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MANCHESTER EYEWITNESS
ISSUE NUMBER 11 SATURDAY, MAY 24TH, 1947


Despite heavy bookings on the twice weekly air service to Paris, the Manchester airways terminus, recently opened in a prefab on St Peters Square, continues to be quiet. On one day recently there were only ten pasengers booked out on the three flights currently operating from Ringway, but nine of them made their own way to the airport. The destinations currently available from Manchester are London, Paris and Belfast via the Isle of Man.

A return fare to the Isle of Man costs 3 14s 6d, and the flight takes 65 minutes. Aer Lingus and KLM are to commence a new air link between Manchester, Holland and Ireland, starting on May the 20th.

A 12 year old boy appeared in the Manchester Juvenile Court on Wednesday accused of causing 80 worth of damage to a railway van at Beswick sidings by setting it on fire. After starting the fire, the boy closed the door and ran off to give a fire warning. When fire engines arrived, he returned to watch. He was sent to a remand home by magistrates.

Huge amounts of fish lay rotting on the stalls at Smithfield Market on Thursday. The quality of the fish is very high, including fine Danish plaice, which is in very abundant supply. The reason for the glut was increased catches due to better fishing weather.

Mr Silkin, Minister for Town and Country Planning, received a report on test borings in the Mobberley area on Thursday. If the borings show no subsidence, he may reverse his ban on development in the area, and a new overspill town may be built there.

Rents have been fixed by Manchester Corporation for houses in the Manchester area, including 15s 8d for non-parlour 2-bedroomed houses, 19s 8d for 3 bedroomed and 1 2s for 4 bedroomed. The charges are inclusive of rates and electricity.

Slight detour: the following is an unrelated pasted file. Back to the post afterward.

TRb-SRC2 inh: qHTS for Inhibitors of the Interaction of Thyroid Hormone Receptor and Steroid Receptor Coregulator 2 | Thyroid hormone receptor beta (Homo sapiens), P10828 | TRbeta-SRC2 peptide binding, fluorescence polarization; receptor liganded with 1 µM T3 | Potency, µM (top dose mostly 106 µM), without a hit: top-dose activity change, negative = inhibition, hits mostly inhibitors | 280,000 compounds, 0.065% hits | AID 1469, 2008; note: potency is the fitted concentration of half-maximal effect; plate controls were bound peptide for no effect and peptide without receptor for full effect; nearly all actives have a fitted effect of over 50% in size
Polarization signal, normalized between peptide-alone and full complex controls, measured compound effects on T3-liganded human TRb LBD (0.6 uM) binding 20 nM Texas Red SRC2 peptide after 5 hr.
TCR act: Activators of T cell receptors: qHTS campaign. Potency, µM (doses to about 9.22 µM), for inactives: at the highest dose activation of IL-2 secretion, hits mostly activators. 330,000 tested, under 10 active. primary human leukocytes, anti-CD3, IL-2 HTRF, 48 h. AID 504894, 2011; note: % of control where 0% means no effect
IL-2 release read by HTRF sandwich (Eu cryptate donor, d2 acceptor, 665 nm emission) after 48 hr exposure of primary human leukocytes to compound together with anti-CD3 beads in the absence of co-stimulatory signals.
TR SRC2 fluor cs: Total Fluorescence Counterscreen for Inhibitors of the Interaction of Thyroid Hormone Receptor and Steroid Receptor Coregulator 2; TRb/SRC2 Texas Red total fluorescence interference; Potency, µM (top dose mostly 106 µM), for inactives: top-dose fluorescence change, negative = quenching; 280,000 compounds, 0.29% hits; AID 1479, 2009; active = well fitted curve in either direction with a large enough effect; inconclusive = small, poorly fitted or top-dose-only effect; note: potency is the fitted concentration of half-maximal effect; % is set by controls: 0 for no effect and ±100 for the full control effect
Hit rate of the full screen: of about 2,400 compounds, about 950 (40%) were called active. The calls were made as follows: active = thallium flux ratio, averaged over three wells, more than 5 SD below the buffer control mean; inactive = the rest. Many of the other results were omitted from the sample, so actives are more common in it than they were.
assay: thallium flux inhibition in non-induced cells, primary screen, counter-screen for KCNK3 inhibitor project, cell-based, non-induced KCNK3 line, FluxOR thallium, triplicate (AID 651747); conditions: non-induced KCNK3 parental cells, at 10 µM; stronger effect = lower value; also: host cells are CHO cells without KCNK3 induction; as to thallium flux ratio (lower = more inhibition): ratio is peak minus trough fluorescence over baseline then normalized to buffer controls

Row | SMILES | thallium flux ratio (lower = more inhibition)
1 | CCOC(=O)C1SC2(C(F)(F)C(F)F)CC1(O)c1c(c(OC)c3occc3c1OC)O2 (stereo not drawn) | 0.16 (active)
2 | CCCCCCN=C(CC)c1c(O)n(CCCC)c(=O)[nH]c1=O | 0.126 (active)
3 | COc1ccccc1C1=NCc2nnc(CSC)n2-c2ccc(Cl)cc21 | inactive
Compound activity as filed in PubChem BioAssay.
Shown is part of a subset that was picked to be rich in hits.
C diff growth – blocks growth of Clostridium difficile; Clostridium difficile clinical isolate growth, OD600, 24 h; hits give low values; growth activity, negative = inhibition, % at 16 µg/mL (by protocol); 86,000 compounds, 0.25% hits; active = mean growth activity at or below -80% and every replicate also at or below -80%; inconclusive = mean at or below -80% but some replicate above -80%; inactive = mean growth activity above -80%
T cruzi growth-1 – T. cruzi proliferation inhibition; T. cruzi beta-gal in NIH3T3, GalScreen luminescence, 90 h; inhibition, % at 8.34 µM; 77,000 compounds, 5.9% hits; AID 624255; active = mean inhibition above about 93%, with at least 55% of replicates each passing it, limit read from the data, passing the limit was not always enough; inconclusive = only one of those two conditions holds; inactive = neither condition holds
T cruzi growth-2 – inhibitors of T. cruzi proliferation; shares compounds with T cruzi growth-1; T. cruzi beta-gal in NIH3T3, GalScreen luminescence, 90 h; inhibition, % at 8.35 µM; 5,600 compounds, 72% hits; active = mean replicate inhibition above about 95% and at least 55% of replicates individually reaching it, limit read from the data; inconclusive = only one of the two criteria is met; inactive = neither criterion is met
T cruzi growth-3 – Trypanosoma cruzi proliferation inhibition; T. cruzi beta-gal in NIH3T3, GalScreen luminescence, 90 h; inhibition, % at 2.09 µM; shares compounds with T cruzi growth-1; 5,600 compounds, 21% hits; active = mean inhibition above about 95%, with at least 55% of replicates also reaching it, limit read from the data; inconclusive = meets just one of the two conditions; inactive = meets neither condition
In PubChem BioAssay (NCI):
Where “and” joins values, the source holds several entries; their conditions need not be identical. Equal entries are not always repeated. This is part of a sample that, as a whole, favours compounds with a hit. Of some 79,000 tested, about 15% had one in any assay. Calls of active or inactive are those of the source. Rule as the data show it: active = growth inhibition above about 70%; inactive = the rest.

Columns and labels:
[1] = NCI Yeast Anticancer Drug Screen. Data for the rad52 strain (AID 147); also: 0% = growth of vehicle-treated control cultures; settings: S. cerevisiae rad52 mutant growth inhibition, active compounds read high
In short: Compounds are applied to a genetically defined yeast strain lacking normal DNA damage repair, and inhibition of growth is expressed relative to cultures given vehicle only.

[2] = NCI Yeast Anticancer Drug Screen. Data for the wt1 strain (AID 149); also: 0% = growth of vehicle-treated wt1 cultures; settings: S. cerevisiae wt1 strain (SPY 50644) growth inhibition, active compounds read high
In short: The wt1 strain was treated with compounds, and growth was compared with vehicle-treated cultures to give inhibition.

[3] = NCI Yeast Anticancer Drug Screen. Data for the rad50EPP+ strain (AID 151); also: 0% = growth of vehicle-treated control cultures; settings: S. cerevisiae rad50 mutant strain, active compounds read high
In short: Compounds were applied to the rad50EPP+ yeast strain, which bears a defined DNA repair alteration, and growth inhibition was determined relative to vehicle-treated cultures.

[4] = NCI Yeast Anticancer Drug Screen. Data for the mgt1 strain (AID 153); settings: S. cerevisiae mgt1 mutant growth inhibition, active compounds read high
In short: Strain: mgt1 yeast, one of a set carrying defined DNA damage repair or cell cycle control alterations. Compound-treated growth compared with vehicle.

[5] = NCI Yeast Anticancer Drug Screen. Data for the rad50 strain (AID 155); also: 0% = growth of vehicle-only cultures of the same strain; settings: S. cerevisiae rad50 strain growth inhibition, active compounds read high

Twenty-two registered packets were stolen from the 5.40 am Crewe to Birmingham train on Friday morning.

Police fear that an organised gang is at work between Crewe and Preston. This is the third mail train robbery in one week.

At the Manchester city Sessions this week, the Recorder, Sir Noel Goldie, QC declared that Manchester was "full of men living on their wits," who for a profit as low as 10, were prepared to run the sort of risks no decent man would dream of running.

Three men in their twenties, two of them soldiers of no fixed address, were given prison sentences after they had been found guilty of offences involving breaking and entering and theft of carpets.

The Manchester Ice Palace is planning many special attractions including a dance band, coloured lighting and spot-lights. They may also keep the ice-rink open beyond the provisional closing date of May 31st. Since it opened for its first post-war season, there have been longer queues than those at the city's cinemas.

As the cricket teams of Lancashire and Yorkshire battled it out in bright sunshine at Old Trafford ground today, less people than expected used Manchester's railway stations. Staff were prepared for a huge Whitsun holiday rush from Manchester, but it never came.

It seems that more people are travelling by motor-coach, bus and private car than before. Due to the heavy volume of cars on the roads, Lancashire County police have been using an aircraft to direct the traffic. The plane is in radio contact with squad cars.

There were the usual week-end queues at London Road Station but they were for the London trains, not the resorts. The busiest station was Exchange. At Victoria, an official reported today that none of the extra engines had been used.

Experts at Ringway Airport say the weather is going to be "generally fair and warm", but there is the possibility of some showers later in the evening. Temperatures at 3 pm today were 66.1 deg., the same as yesterday.


And here are some of the national headlines this week

Four men were arrested on Monday in connection with the murder of Alec De Antiquis.

Chancellor of the Exchequer Mr Dalton is still considering giving old age pensioners the opportunity of getting cheap tobacco, so that men of 65 to 70 who have fought in two world wars can at least have the comfort of a full pipe of tobacco.

And for those interested in purchasing a car, a Ford Prefect (10 h.p.) will cost you 275, plus 77/2/9 purchase tax. A Ford Anglia (8 h.p.) will set you back 229, plus 64/7/3 purchase tax.

Text and photos by Aidan O'Rourke

Based on reports in the Manchester Evening News

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